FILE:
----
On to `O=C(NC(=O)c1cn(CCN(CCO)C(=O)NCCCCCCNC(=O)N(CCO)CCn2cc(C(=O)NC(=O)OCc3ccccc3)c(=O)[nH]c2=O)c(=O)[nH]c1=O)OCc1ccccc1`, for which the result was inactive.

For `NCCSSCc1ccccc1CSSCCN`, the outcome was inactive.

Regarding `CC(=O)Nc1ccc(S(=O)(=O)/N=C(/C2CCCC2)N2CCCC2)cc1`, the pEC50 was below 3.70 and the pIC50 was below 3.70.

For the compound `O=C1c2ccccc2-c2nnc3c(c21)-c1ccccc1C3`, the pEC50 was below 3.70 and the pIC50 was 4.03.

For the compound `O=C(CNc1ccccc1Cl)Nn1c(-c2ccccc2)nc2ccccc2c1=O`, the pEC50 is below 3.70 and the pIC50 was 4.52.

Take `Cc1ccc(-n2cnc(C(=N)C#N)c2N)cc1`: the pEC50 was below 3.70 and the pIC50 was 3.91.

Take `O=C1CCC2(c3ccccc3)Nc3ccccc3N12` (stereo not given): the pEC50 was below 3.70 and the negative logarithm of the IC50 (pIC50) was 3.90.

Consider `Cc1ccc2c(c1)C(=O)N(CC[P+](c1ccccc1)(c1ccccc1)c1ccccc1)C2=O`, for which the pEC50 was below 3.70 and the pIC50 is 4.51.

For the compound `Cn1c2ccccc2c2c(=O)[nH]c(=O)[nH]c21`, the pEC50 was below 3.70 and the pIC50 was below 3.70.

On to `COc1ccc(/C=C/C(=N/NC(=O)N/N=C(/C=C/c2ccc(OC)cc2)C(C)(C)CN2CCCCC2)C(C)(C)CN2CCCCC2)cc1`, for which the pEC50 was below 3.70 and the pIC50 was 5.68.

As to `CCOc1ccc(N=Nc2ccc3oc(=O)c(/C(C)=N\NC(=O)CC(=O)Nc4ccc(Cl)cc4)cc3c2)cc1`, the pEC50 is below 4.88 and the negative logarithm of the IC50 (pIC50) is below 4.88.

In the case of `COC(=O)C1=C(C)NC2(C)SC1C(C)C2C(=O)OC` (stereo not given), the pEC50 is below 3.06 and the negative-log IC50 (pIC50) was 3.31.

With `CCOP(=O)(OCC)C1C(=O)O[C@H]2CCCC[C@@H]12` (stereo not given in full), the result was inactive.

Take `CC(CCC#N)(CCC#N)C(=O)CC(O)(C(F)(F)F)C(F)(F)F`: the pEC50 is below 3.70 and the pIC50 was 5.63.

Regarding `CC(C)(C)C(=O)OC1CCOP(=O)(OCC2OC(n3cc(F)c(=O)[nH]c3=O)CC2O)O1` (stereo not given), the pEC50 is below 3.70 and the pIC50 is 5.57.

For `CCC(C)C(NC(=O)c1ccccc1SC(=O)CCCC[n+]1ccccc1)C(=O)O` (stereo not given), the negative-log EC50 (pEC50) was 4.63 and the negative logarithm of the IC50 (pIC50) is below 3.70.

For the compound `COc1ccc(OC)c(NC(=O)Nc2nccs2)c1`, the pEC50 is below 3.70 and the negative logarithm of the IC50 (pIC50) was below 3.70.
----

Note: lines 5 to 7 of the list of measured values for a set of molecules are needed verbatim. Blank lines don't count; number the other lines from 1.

For the compound `O=C(CNc1ccccc1Cl)Nn1c(-c2ccccc2)nc2ccccc2c1=O`, the pEC50 is below 3.70 and the pIC50 was 4.52.

Take `Cc1ccc(-n2cnc(C(=N)C#N)c2N)cc1`: the pEC50 was below 3.70 and the pIC50 was 3.91.

Take `O=C1CCC2(c3ccccc3)Nc3ccccc3N12` (stereo not given): the pEC50 was below 3.70 and the negative logarithm of the IC50 (pIC50) was 3.90.